In the lambda calculus, are there commonly accepted names for $x$ and $M$ when they appear in $\lambda x [M]$ ? Something along the lines of "binder" and "bindee"?


2 Answers 2


$x$ is a "bound variable" and $M$ is the "scope" in which it is bound.

  • $\begingroup$ I would say that the scope of $x$ is the whole expression $\lambda x.M$. $\endgroup$ Feb 21, 2012 at 18:58
  • $\begingroup$ @Emil Jeřábek Since $x$ can only be evaluated in $M$, I'm not sure what adding the lambda adds to the notion of scope. But hey, if that is how you like it... ;-) $\endgroup$ Feb 21, 2012 at 19:17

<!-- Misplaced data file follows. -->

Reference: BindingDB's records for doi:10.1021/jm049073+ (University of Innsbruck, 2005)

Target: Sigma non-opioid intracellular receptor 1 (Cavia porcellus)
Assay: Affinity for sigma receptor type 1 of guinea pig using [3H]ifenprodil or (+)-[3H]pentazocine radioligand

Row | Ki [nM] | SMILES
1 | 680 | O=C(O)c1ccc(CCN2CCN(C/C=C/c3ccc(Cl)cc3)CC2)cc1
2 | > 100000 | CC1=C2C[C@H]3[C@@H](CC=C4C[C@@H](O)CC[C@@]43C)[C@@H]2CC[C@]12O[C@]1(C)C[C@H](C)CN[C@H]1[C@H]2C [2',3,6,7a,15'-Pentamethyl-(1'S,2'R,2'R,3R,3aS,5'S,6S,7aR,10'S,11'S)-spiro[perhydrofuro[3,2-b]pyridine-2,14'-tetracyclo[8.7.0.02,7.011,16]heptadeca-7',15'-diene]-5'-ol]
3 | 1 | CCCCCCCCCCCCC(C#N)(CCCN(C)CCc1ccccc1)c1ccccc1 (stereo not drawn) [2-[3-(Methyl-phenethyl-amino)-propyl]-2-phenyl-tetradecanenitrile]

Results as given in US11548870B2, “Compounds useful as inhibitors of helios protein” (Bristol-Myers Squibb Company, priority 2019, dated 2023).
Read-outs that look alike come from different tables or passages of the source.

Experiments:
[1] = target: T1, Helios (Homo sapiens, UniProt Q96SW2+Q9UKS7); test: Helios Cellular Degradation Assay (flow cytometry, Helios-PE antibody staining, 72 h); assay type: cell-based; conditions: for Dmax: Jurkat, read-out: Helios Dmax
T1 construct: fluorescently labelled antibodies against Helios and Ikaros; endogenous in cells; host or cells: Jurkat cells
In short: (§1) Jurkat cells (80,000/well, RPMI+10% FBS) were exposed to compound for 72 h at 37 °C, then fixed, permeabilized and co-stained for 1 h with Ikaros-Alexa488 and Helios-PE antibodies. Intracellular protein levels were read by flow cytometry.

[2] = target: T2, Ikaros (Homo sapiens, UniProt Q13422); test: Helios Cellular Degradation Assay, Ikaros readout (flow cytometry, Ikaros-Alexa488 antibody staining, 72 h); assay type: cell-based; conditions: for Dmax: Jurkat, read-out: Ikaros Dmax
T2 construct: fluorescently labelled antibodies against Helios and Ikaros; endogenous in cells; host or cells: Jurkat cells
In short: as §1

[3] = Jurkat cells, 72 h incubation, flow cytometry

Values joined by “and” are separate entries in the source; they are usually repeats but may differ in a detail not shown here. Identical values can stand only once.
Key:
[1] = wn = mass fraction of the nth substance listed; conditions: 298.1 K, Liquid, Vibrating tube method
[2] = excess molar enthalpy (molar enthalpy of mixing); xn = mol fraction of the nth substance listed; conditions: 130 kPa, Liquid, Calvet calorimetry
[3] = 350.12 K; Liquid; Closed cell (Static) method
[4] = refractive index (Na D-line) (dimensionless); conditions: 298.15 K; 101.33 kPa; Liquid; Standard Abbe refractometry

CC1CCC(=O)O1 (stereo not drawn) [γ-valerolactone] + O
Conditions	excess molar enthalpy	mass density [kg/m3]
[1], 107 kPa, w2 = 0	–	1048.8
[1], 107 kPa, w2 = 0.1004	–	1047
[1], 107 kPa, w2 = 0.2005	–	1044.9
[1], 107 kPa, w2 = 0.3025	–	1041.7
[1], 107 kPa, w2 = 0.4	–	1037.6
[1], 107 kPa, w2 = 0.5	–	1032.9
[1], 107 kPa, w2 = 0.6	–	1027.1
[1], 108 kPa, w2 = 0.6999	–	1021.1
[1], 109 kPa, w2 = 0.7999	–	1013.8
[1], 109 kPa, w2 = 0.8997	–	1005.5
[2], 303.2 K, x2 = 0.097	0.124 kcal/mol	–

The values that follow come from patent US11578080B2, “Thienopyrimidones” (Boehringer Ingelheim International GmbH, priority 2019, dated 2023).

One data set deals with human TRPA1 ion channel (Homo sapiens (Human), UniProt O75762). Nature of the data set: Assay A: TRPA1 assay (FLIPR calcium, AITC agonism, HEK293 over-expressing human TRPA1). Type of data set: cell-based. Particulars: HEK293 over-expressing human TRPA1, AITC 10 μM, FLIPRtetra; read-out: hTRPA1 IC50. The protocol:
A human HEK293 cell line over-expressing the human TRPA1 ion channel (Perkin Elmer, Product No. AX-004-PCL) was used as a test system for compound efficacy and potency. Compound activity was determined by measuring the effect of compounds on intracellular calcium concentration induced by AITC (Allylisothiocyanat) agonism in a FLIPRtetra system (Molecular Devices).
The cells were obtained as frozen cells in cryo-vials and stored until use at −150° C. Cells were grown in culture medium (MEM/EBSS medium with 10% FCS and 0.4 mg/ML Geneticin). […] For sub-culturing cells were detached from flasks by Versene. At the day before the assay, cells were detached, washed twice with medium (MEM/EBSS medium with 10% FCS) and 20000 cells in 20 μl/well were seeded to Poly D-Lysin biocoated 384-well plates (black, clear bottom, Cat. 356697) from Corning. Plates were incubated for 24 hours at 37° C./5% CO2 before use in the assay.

• $\begingroup$ Personally I couldn’t care less. However, the question is not how I like it, but what is the commonly accepted terminology, and I believe it is what I wrote above. $\endgroup$ Feb 21, 2012 at 20:05
  • 3
    $\begingroup$ I agree with Marc here. The scope is the body $M$. BTW, expressions like "I couldn't care less" come across as very rude, though I'm sure that's not your intention. $\endgroup$ Feb 21, 2012 at 21:02
  • $\begingroup$ I apologize, I didn’t intend to be rude. $\endgroup$ Feb 22, 2012 at 13:01

In logic the $\phi$ in $\forall x . \phi$ is called the matrix, and $x$ the bound variable and $\forall x$ the quantifier. By this analogy I would call $M$ in $\lambda x . M$ the matrix, $x$ is the bound variable, and $\lambda x$ is the abstraction, or maybe the "abstractor"?


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